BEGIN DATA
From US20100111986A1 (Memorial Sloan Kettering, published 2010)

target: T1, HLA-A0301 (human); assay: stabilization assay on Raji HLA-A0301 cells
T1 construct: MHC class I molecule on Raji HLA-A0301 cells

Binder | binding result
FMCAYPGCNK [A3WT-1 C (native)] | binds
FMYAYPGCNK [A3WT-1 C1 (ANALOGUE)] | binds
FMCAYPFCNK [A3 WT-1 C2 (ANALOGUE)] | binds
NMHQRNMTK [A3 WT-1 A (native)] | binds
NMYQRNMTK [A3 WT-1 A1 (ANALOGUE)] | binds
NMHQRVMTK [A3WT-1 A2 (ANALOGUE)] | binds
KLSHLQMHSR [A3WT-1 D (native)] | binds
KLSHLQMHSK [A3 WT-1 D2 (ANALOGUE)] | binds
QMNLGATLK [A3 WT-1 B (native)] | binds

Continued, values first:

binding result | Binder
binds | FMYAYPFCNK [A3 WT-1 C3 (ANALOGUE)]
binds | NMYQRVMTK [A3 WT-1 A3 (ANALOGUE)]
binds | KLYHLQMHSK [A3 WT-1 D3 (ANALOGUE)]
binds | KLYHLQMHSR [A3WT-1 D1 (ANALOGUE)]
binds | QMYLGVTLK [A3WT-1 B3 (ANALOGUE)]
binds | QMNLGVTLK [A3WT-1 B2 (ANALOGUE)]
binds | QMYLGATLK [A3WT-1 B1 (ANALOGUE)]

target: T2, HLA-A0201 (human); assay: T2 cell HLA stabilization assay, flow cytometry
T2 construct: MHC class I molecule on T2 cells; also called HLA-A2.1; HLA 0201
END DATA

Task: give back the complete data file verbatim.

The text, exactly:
From US20100111986A1 (Memorial Sloan Kettering, published 2010)

target: T1, HLA-A0301 (human); assay: stabilization assay on Raji HLA-A0301 cells
T1 construct: MHC class I molecule on Raji HLA-A0301 cells

Binder | binding result
FMCAYPGCNK [A3WT-1 C (native)] | binds
FMYAYPGCNK [A3WT-1 C1 (ANALOGUE)] | binds
FMCAYPFCNK [A3 WT-1 C2 (ANALOGUE)] | binds
NMHQRNMTK [A3 WT-1 A (native)] | binds
NMYQRNMTK [A3 WT-1 A1 (ANALOGUE)] | binds
NMHQRVMTK [A3WT-1 A2 (ANALOGUE)] | binds
KLSHLQMHSR [A3WT-1 D (native)] | binds
KLSHLQMHSK [A3 WT-1 D2 (ANALOGUE)] | binds
QMNLGATLK [A3 WT-1 B (native)] | binds

Continued, values first:

binding result | Binder
binds | FMYAYPFCNK [A3 WT-1 C3 (ANALOGUE)]
binds | NMYQRVMTK [A3 WT-1 A3 (ANALOGUE)]
binds | KLYHLQMHSK [A3 WT-1 D3 (ANALOGUE)]
binds | KLYHLQMHSR [A3WT-1 D1 (ANALOGUE)]
binds | QMYLGVTLK [A3WT-1 B3 (ANALOGUE)]
binds | QMNLGVTLK [A3WT-1 B2 (ANALOGUE)]
binds | QMYLGATLK [A3WT-1 B1 (ANALOGUE)]

target: T2, HLA-A0201 (human); assay: T2 cell HLA stabilization assay, flow cytometry
T2 construct: MHC class I molecule on T2 cells; also called HLA-A2.1; HLA 0201